Have you ever thought about why we can not perform brain tasks on our computers? Well of course I don’t mean a simple cat/dog recognition, or calculus (Computers have been specifically designed to do a very limited number of brain functions extremely well – even better than humans), but something bigger like analyzing new and unfamiliar situations.
To answer this question, let’s first see how conventional computers work:
Simply explained, there are two main units: a processing unit to process and analyze the data and a memory unit to store them. These two blocks are separated from each other and every time that a task must be done, the data should go back and forth between these two units. This architecture is known as Von Neumann architecture .
As you’ve already found out, there are two issues with this architecture that makes it almost impossible to do heavy tasks with:
- Energy consumption, as the blocks are “separated” and lots of Joule heating can happen in between.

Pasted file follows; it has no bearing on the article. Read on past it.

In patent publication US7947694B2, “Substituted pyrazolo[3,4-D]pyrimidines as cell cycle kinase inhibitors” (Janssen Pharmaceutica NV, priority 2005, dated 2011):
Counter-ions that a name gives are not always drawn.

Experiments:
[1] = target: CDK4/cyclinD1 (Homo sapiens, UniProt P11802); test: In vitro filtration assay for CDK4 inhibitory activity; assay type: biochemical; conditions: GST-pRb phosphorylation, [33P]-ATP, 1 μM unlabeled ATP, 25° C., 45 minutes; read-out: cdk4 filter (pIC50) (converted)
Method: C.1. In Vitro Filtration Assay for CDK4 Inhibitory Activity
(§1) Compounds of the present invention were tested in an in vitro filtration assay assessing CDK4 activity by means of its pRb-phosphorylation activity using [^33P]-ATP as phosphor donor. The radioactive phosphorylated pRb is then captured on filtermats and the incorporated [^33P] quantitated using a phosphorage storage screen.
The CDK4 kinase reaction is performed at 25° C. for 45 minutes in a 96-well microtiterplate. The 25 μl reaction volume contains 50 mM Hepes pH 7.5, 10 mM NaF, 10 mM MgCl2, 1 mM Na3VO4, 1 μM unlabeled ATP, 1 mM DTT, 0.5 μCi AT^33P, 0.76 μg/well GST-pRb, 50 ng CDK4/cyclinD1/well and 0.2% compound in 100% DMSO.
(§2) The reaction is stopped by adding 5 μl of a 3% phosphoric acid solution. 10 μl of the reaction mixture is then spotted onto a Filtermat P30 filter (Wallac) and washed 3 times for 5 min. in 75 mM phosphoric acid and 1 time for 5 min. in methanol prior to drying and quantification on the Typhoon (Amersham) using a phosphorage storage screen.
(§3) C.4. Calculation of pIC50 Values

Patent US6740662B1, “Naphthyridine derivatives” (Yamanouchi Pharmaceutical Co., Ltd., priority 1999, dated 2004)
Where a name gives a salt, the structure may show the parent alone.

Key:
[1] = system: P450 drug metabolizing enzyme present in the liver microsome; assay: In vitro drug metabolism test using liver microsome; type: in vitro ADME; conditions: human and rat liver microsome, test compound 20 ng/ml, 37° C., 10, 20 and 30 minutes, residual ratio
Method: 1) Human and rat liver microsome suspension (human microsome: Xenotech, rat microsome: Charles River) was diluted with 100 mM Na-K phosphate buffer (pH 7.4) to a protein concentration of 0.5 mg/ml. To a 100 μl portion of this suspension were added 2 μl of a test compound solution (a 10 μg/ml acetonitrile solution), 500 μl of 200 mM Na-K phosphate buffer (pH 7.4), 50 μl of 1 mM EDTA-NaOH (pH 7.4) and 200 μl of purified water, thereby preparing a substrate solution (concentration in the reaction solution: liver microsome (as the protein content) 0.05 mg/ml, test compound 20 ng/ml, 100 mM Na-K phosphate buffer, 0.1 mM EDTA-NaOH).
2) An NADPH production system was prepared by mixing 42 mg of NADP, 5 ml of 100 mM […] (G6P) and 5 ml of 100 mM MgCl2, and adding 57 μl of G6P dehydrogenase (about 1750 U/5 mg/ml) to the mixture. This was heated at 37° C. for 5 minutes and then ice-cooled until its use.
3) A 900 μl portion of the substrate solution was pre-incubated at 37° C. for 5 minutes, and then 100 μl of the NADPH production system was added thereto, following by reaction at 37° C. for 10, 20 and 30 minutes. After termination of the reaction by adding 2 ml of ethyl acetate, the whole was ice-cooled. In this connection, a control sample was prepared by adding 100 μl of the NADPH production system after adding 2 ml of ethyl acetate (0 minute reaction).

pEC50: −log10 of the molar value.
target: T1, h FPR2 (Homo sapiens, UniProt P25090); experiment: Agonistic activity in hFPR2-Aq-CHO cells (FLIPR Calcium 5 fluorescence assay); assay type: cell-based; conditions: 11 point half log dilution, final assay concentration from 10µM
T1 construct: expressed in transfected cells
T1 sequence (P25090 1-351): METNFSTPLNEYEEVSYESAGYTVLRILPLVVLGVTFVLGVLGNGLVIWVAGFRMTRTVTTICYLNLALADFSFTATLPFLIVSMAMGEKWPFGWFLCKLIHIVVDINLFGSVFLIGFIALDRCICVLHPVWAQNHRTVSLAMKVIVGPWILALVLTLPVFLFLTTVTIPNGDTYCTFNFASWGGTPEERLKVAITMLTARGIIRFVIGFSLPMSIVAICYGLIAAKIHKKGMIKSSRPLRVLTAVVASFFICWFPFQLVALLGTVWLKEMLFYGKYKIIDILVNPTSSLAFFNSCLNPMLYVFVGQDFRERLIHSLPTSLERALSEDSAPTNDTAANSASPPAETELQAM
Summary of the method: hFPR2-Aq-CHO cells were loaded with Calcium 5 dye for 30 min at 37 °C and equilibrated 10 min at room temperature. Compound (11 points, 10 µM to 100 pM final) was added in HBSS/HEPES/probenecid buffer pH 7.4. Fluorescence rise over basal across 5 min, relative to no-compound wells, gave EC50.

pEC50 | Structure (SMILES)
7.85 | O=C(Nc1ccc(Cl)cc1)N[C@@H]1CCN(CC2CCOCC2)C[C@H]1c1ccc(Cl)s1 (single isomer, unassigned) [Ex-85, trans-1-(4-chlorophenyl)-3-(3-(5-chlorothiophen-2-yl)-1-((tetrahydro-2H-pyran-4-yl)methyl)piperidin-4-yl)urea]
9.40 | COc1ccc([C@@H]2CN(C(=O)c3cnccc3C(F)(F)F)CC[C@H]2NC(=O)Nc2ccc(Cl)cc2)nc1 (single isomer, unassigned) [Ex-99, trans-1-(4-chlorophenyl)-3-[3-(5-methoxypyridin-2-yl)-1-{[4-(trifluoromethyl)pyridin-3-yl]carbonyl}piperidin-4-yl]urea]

- Not fast enough, due to the time required for the data to go back and forth.
This is also known as the Von Neumann bottleneck . In other words, the architecture causes a limitation on the throughput, and this intensive data exchange is a problem. To find an alternative for it, it’s best to take a look at our brain and try to build something to emulate it, because not only is it the fastest computer available, but it is super energy efficient.
The brain is made up of a very dense network of interconnected neurons, which are responsible for all the data processing happening there. Each neuron has three parts: Soma (some call it neuron as well) which is the cell body and is responsible for the chemical processing of the neuron, Synapse which is like the memory unit and determines the strength of the connections to other neurons, and Axon which is like the wire connecting one neuron to the other.